We are searching data for your request:
Upon completion, a link will appear to access the found materials.
Colored pencil portrait artist Diane Edison dipped her brush into pastel before she found her way to the drawing medium. Once she started, she couldn’t stop.
Artists Magazine editor, Austin Williams, sat down for a conversation with the artist to discuss her interest in the medium and in her subjects. Below is what she shared with him. Enjoy!
From Paint to Colored Pencil Portraits
I’ve worked in pastel. And at some point, I started working just with pencil. One day I was on a plane and read in a magazine that designers liked to use colored pencil on black paper. I tried that out, and I liked it so much I never went back to painting.
I love the look of black paper. It’s not blank, whereas white paper feels blank to me. I also like black paper because I get to do the usual process in reverse.
I can’t go for the darkest mark. I work up slowly, keeping it dark, keeping just the ghost of the image as long as I can. Then I gradually fill in some areas. Then the areas next to those need to be lightened. I go back and forth, back and forth.
I worked with color on black paper for several years. Then 10 years ago, my gallery asked its artists to each do a tribute piece to an artist who had influenced us. I chose Chuck Close.
I wanted to do my portrait the way he did his. I traced it out, drew it very exactly, and then used white colored pencil. I’ve been working in grayscale ever since.
Finding Myself in Other People
I came around to the idea of painting portraits as a way of finding myself. I started doing portraits in 1986, and I’ve been doing them ever since.
I want to draw someone I can be honest with. It’s not just about the likeness — I feel the likeness is the last thing.
To me, it’s all about the face. You’re making eye contact, and there’s something so real about it, so intimate, that anything else is a distraction. I just want that close-up of a person. I want the viewer to lock eyes with the portrait and stay with it. What you see is what you get.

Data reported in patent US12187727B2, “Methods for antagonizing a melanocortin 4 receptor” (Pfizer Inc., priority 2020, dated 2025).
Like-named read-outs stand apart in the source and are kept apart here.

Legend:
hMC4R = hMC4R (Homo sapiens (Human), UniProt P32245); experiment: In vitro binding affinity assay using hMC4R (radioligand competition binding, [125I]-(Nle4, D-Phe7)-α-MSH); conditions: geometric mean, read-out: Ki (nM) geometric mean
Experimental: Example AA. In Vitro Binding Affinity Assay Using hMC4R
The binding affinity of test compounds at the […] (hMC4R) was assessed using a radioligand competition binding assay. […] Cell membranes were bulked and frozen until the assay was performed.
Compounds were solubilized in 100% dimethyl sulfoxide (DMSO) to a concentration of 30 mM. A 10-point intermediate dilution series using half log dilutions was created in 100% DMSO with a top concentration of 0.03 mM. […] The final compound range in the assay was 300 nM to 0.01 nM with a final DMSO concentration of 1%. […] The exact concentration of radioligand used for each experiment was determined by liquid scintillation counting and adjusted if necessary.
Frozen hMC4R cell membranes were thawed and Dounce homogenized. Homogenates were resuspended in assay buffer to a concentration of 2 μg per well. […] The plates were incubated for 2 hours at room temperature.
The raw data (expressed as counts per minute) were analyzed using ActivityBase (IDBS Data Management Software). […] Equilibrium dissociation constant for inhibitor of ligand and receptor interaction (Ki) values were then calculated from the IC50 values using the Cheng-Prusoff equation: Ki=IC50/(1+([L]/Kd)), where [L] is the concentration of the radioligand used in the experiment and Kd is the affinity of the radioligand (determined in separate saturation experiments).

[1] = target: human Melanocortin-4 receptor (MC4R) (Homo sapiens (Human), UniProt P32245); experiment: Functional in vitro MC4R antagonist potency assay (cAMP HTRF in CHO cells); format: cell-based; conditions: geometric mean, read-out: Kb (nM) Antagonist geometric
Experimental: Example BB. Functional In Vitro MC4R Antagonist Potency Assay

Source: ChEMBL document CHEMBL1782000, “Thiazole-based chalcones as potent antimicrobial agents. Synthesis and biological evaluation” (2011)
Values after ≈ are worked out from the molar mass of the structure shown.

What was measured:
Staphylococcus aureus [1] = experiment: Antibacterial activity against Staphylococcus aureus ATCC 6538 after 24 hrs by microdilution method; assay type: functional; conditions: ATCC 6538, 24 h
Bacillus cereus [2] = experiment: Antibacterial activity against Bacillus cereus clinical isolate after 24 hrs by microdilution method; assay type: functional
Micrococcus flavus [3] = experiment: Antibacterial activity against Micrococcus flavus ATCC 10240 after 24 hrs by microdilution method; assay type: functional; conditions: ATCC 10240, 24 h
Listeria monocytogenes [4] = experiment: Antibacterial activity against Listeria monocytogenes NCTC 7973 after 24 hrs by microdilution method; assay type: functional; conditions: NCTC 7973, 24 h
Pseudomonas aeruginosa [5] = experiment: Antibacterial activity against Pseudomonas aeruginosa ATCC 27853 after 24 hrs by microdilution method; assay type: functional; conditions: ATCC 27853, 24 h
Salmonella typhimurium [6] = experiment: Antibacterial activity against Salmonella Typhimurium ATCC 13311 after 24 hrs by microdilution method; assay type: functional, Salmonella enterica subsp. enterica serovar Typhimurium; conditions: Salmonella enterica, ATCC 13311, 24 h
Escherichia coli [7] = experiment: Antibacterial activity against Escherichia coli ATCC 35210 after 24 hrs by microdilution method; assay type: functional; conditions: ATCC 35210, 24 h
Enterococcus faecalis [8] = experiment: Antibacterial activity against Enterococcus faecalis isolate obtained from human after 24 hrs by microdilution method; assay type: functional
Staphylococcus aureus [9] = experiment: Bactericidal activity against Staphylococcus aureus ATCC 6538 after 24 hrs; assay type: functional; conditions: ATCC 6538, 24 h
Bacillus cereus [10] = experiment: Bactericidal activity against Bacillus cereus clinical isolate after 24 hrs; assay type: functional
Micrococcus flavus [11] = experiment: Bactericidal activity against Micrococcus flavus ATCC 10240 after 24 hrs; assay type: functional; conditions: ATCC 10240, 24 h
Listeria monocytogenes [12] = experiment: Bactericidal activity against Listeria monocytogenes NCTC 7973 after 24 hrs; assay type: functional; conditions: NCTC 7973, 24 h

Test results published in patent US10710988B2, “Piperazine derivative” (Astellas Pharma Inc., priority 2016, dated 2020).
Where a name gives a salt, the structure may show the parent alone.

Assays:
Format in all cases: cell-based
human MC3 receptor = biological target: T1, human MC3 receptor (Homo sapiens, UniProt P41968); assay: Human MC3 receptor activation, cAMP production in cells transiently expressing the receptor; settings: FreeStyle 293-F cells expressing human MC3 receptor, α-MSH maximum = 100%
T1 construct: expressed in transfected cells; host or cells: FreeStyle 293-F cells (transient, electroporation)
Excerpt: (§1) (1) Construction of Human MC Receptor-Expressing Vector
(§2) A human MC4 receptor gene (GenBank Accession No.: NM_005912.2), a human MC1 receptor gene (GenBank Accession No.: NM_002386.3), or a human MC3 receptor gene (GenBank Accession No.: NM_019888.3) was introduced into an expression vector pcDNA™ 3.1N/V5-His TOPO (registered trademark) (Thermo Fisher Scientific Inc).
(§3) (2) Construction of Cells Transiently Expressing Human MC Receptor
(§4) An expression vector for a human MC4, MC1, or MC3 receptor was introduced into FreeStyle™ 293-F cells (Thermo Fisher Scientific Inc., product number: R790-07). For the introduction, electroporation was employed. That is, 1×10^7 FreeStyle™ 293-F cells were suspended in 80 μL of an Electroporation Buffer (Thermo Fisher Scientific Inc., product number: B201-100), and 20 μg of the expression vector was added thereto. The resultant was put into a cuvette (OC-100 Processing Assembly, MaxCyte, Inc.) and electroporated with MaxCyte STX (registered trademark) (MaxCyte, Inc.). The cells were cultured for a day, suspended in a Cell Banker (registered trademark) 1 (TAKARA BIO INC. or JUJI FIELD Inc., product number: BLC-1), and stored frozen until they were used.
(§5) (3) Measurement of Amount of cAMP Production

I’ve been working with Prismacolor pencils for years. I work with about six pencils as my grayscale. I try to keep the colors rather cool, not too warm. I always keep a very sharp pencil. I’ll work with one, put it aside, then pick up another.
I draw on black sheets of Arches cover, which is the only paper I’ve found that accepts those pencils. They sell 44 by 30 sheets, which is what I work on. They used to sell larger rolls; I once did an 8-foot drawing of myself.
Her Advice to Students
I teach both undergraduate and graduate students at the University of Georgia. Mostly, I teach painting, not drawing. Every semester I like to teach a beginning class and an advanced class. I love the beginning students, especially, because they’re so open. I get some of my best work from beginning painting students.
“From the general to the specific.” Those are words I’m always saying. I’ll tell students I’m zeroing in on fine details in their work. In a group critique, students will often say they really like part of a painting, meaning it as a compliment. But I say that if you really like one part, then the whole thing isn’t working. It has to be holistic.
With my advanced students, I don’t tell them what to do in their subject matter, but I help them with what they choose. Whatever they decide to do, I’ll walk that road with them.
You can read the full interview in Artists Magazine‘s December issue, coming soon. In the meantime, peruse through past issues for more great artist interviews, tips and techniques, and demonstrations here.
Are you a colored pencil artist? Comment below with your advice for artists looking to get into this medium!